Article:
George Revill 13.10.2010 (Word document)

OpenSpace Seminar
Title: Terminals and Corridors:
sounding out cultures of mobility
Since the publication in 2000 of John Urry’s Sociology Beyond Societies: mobilities for
the twenty-first century, movement and mobility have taken an increasingly important
place within the study of societies and social action. Within cultural
Click here to
insert yourpioneering work (2001, 2006; Cresswell and Verstraete 2002)
an agenda for mobilities studies which is sensitive to historical and geographical
placed within its distinctive political and cultural political contexts. Yet the
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for cultural
geography as part of what Cresswell terms the ‘mobilities turn’, seems to
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be increasingly problematic, challenged by both the subject matter and the mode of
investigation. The location of mobilities within specific techno-social networks,
formations and assemblages challenge conceptions of what constitutes culture, how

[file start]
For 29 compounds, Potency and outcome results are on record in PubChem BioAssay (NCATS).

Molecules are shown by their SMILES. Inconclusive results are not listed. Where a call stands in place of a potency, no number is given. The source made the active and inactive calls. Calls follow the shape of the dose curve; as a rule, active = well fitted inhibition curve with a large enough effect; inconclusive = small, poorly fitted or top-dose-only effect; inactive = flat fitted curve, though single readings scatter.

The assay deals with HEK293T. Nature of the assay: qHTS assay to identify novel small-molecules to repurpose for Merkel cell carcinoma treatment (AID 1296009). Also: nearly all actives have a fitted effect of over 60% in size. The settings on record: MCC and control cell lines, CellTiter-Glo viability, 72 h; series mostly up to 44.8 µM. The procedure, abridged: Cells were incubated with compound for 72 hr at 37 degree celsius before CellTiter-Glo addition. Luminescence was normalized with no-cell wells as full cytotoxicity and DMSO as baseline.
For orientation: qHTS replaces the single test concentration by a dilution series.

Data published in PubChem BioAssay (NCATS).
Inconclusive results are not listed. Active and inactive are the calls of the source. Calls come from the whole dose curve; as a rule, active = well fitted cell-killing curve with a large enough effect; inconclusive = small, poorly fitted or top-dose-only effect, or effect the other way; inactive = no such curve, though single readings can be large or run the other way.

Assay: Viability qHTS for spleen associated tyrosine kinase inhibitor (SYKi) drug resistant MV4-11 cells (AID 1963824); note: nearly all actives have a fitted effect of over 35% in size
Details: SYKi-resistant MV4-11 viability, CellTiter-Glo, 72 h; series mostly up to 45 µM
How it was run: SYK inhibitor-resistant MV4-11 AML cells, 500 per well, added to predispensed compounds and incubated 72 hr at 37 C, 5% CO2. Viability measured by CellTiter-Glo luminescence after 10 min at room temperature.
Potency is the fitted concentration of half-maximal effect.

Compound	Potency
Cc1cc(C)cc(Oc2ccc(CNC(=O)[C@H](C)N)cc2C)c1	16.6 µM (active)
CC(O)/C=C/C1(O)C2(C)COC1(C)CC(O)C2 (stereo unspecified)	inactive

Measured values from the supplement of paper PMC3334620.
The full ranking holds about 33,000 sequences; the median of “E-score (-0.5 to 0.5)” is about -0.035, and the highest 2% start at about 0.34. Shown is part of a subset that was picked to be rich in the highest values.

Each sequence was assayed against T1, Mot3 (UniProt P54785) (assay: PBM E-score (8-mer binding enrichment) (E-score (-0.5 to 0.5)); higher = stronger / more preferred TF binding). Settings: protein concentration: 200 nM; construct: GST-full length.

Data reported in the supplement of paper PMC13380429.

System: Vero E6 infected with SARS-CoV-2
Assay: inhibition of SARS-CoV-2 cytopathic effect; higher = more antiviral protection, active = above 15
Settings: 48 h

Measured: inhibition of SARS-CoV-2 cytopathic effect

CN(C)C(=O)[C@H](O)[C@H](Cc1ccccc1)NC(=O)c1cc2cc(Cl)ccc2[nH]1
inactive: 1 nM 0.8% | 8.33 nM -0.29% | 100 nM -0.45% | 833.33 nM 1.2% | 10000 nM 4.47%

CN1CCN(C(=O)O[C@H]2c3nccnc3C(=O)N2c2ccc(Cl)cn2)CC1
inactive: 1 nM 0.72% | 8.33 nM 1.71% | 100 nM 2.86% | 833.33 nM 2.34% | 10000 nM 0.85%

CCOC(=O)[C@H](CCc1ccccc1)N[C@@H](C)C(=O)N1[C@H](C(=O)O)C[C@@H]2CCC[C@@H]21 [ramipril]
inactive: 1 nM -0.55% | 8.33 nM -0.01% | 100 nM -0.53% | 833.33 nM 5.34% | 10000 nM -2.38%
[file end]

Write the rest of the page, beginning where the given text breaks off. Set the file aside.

and to what extent notions of meaning and value can be extended beyond established
conceptions of image, text and symbol. Whilst attempts to address the experience of
mobility, the sensations of speed, flow, and effort, its moments of intensity and restraint,
expose the limits of cultural representation as a means of understanding lived
This paper provides some thoughts concerning culture within cultural geography faced
with the challenges set by mobilities studies. From a standpoint of culture as mediation,
it develops some common ground between theories of transport, communication and
culture in order to explore possibilities set by these problems. Beginning with the
properties of sound and rhythm it suggests a means of imagining a way of inhabiting the
world shaped by the technologies of railway travel through the acoustic territories of the
‘terminal’ and the ‘corridor’.
About OpenSpace:
The OpenSpace Research Centre promotes research on geographical and environmental concerns.
Founded in 2009 to promote research into geographical and environmental questions.
For more information see Openspace website:
OpenSpace Centre Director: Prof Steve Pile
George Revill
Wednesday 13th October 2010
Michael Young Building
14:00pm – 16:00pm